A high prevalence of BRCA1 mutations among breast cancer patients from the Bahamas

Sylvester Comprehensive Cancer Center, University of Miami, Miami, FL, USA.
Breast Cancer Research and Treatment (Impact Factor: 3.94). 01/2011; 125(2):591-6. DOI: 10.1007/s10549-010-1156-9
Source: PubMed


The Bahamas is a group of islands in the Caribbean with a high incidence of early onset breast cancer. In isolated populations, the identification of founder mutations in cancer predisposing genes may facilitate genetic testing and counseling. To date, six distinct BRCA1 mutations have been found in patients from cancer families from the Bahamas. The frequencies of these mutant alleles have not been measured in a large series of unselected breast cancer patients from Bahamas. We studied 214 Bahamian women with invasive breast cancer, unselected for age or family history of cancer. All patients were screened for six mutations in the BRCA1 gene that have previously been reported in cancer patients from the Bahamas. A mutation was identified in 49 of the 214 breast cancer patients (23%). The mutation frequency was particularly high in women diagnosed before age 50 (33%) in women with a first-degree relative with breast or ovarian cancer (41%) and in women with bilateral breast cancer (58%). Approximately 23% of unselected cases of breast cancer in the Bahamian population are attributable to a founder mutation in the BRCA1 gene-this is the highest reported mutation prevalence for any country studied to date. Genetic testing for these mutations is advisable for all women diagnosed with breast cancer in the Bahamas.

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    • "Genetic testing could be made accessible to women in developing countries if common BRCA founder mutations in the two genes can be discovered or if the cost of genetic testing is reduced. Populations with a large proportion of genetically associated cancers attributable to founder mutations include the Ashkenazi Jewish [12,13], Bahamian [14], Polish [15], Mexican American [16-18], and French-Canadians [19]. The presence of founder effects within these ethnic groups has enabled rapid and low cost screening compared to the cost of complete sequencing of both BRCA genes [20]. "
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    ABSTRACT: Approximately 5% of all breast cancers can be attributed to a mutation in the BRCA1 or BRCA2 gene. The genetic component of breast cancer in Colombia has been, for the most part, studied on cases from the Bogota region. Five different founder mutations were in two studies of breast cancer patients in the Bogota region. It is important that the frequency of mutations be established among unselected cases of breast cancer of other regions of Colombia in order to estimate the genetic burden of this cancer in Colombia and to plan genetic services. The aim of this study was to establish the mutation frequencies of the BRCA genes in breast cancer patients unselected for family history or age, from Medellin, Colombia. We enrolled 280 unselected women with breast cancer from a large public hospital in Medellin, Colombia. A detailed family history from each patient and a blood sample was obtained and processed for DNA analysis. Mutations in BRCA1 and BRCA2 were sought using a combination of techniques including a panel of recurrent Hispanic BRCA mutations which consists of fifty BRCA1 mutations and forty-six BRCA2 mutations, including the five recurrent Colombian BRCA mutations. All mutations were confirmed by direct sequencing. Genetic testing was successfully completed for 244 of the 280 cases (87%). Among the 244 cases, three deleterious mutations were identified (two in BRCA1 and one in BRCA2) representing 1.2% of the total. The average age of breast cancer in the mutation-positive cases was 34 years. The two BRCA1 mutations were known founder mutations (3450del4 in exon 11 and A1708E in exon 18). The BRCA2 mutation was in exon 11 (5844del5) and has not been previously reported in individuals of Colombian descent. Among the three mutation-positive families was a breast cancer family and two families with no history of breast or ovarian cancer. The frequency of BRCA mutations in unselected breast cancer cases from the Medellin region of Colombia is low and is approximately 1.2%.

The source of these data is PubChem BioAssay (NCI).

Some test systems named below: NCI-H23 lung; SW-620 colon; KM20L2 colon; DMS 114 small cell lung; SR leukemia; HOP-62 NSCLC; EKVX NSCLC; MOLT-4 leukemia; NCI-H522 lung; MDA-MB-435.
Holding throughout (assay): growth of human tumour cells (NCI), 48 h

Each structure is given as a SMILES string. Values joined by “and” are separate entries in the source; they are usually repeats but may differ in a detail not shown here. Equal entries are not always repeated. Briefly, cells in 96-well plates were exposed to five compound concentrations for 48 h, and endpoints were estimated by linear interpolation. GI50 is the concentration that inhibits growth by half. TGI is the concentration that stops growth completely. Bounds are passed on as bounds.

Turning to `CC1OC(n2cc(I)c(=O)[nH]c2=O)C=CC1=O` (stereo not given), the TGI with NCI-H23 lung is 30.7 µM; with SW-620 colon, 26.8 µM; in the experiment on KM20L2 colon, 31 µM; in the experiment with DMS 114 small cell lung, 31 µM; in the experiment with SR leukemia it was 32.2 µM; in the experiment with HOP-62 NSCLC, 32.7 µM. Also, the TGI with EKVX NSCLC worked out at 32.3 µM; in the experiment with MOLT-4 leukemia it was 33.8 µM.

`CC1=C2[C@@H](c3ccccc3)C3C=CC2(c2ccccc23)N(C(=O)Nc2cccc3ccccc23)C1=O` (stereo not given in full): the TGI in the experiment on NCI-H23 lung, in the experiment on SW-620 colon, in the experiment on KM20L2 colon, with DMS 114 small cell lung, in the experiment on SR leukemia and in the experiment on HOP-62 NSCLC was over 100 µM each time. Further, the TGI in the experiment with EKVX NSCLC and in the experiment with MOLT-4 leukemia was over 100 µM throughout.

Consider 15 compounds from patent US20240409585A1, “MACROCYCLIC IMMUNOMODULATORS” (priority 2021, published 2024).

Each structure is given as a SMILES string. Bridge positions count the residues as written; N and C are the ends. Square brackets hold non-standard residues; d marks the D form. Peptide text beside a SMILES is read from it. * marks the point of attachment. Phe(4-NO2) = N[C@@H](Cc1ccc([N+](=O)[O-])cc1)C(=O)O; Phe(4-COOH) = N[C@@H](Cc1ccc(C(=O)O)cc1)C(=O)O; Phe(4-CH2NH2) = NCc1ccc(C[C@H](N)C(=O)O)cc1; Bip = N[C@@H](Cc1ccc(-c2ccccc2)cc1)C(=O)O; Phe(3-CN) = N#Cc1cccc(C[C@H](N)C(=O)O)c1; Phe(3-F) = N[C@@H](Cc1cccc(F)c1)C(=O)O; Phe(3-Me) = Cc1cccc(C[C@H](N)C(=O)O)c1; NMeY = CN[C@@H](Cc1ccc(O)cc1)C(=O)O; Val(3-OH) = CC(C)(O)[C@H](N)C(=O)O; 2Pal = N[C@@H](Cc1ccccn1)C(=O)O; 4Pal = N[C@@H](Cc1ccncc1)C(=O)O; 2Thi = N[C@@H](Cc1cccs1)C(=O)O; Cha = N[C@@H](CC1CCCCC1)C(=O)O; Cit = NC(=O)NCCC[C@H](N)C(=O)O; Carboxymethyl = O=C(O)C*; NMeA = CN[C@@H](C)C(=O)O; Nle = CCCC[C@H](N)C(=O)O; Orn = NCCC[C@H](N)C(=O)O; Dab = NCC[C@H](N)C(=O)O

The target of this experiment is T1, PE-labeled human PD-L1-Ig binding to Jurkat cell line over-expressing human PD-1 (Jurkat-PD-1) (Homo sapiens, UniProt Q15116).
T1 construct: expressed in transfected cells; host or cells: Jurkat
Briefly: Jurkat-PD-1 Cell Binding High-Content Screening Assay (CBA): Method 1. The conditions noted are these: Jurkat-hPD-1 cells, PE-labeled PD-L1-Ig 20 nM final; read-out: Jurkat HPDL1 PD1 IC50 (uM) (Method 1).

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    ABSTRACT: Genetic testing for BRCA1 and BRCA2 mutations is gaining acceptance in clinical oncology worldwide and may help target unaffected high-risk women for prevention and for close surveillance. Annual screening with MRI seems to be an effective surveillance strategy, but the long term follow-up of women with small MRI-detected breast cancers is necessary to establish its ultimate value. Women with cancer and a BRCA mutation may benefit from tailored treatments, such as cisplatin or olaparib. The treatment goals for a woman with a BRCA-associated breast cancer should be to prevent recurrence of the initial cancer and to prevent second primary breast and ovarian cancers. Mutations in BRCA1 and BRCA2 are presented throughout the world and it is important that the benefits of genetic testing and of targeted therapies be extended to women who live outside of North America and Western Europe.
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